How Y2Y partners are restoring a rare forested-wetland marsh for connectivity in the Columbia Headwaters

The Snk’mip Marsh Sanctuary is a special place on the north end of Slocan Lake, tucked away in southeastern British Columbia. Snk’mip (“sink-meep”) is from the Sinixt First Nations’ language, meaning “head of the lake.” This rare forested-wetland ecosystem in the Slocan Valley sits on a 17.4-hectare (43-acre) parcel that was once heavily altered and infilled. Now, it is being restored to better support wildlife, habitat connectivity, and native plants and amphibians thanks to the work of the Valhalla Foundation for Ecology (VFE) – one of Y2Y’s 2020 partner grant recipients.

Screenshot of a map showing the Bonanza Bioviersity Corridor (red outline) in which Snk’mip Marsh Sanctuary is located. Credit: Birchdale Ecology

The Slocan Valley forms part of the Columbia Headwaters, a critical piece of the larger Yellowstone to Yukon region. Year-round, Snk’mip is a refuge for ungulates, carnivores, birds, amphibians, reptiles and rare plants. The marsh straddles an important kokanee spawning creek used by grizzly and black bears and is in a major wildlife riparian cross-valley corridor between Valhalla and Goat Range Provincial Parks as well as an anchor property of the Bonanza Biodiversity Corridor.

“Snk’mip is part of the larger Bonanza Biodiversity Corridor, a critical low-elevation connectivity zone,” says Candace Batycki, Y2Y’s B.C. and Yukon program director. “Maintaining and, where needed, restoring these corridors is vital for the landscape-level connectivity that is such an important part of the Y2Y vision.”

Sunny view of Slocan Lake, B.C. Credit: Shutterstock

Purchased by VFE in 2017, wetland restoration is well underway and already shows signs of healthy wildlife presence, including a bear-rub tree and ungulate pellets covering the ground. Ponds created last August are now bursting with amphibian tadpoles; adult frogs and salamanders have also moved in. Whether more permanent habitat or a stopover for seasonal migrations, animals are making themselves at home here. So far, over 1,000 trees and shrubs – saskatoon, mountain ash, red osier, dogwood for moose browse and berries for bears and birds – have been planted around newly created wetland habitat, with help from the Central Kootenay Invasive Species Society and local youth.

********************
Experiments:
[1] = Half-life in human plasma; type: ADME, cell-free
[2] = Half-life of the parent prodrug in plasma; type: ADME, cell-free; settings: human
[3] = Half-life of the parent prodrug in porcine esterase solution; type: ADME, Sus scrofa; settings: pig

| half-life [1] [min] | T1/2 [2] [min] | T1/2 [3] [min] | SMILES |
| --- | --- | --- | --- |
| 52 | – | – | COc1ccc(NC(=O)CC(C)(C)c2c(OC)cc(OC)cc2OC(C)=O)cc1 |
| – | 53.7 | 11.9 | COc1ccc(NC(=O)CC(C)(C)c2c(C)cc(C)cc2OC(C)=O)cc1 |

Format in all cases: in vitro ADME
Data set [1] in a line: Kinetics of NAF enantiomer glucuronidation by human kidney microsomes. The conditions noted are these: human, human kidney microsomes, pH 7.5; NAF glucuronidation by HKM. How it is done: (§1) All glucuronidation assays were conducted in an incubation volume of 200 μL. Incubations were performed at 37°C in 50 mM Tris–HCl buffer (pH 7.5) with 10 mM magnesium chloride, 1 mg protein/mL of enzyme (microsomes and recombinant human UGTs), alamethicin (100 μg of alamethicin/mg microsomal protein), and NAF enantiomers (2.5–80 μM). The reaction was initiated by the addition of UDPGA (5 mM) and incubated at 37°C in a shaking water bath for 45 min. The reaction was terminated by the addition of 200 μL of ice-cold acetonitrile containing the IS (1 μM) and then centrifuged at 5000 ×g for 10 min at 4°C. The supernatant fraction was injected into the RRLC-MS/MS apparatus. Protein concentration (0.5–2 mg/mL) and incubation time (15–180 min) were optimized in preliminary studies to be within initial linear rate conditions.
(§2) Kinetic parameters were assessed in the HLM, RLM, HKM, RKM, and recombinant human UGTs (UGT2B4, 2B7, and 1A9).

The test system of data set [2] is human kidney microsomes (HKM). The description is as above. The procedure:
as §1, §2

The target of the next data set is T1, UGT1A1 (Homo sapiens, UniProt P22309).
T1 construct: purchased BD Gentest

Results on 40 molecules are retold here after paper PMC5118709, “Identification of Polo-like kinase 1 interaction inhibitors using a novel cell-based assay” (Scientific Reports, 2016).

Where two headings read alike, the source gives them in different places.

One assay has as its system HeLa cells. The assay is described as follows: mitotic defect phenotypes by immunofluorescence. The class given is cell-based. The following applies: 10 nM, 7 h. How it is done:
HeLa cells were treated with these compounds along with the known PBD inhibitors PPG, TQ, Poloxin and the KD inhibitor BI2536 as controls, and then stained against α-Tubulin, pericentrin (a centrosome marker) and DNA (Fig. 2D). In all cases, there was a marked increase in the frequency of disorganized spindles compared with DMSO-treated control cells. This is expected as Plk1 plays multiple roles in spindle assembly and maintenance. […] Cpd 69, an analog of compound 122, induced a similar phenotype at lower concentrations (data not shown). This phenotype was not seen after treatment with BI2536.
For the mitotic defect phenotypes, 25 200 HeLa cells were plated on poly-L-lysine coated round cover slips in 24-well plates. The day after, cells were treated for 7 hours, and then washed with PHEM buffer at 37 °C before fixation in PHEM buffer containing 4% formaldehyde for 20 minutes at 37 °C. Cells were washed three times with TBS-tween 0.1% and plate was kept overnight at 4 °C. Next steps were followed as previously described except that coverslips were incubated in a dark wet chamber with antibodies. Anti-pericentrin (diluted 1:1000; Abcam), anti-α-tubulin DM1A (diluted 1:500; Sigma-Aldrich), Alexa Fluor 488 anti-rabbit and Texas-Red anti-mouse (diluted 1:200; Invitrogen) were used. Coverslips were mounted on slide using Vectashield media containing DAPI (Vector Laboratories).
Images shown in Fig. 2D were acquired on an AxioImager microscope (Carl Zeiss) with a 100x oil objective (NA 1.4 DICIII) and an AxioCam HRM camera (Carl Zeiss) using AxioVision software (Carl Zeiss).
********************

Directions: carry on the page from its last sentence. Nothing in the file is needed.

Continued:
Additionally, removing remnants of roads and restoring the wetland to its natural state are some of the steps VFE has undertaken to enhance secure habitat for grizzly bears, moose, deer and other animals such as the western toad that breeds in the marsh. However, more needs to be done to fully restore this ecosystem so it can support species into the future.

Local biologist points out how previous excavation sites have been restored and reshaped to create better habitat for amphibians. Woody debris and shallow pools are key components of a revitalized marsh environment. Credit: Douglas Thorburn

“Our planet needs all the wetlands it can get as they are vitally important for birds, insects, reptiles, plants, amphibians and all manner of endangered species. They also provide many ecosystem services that benefit humans such as water filtration, flood control, carbon sequestration and climate change mitigation,” Lorna Visser of the VFE wrote in a column for the Valley Voice community newspaper.

How has Y2Y supported it?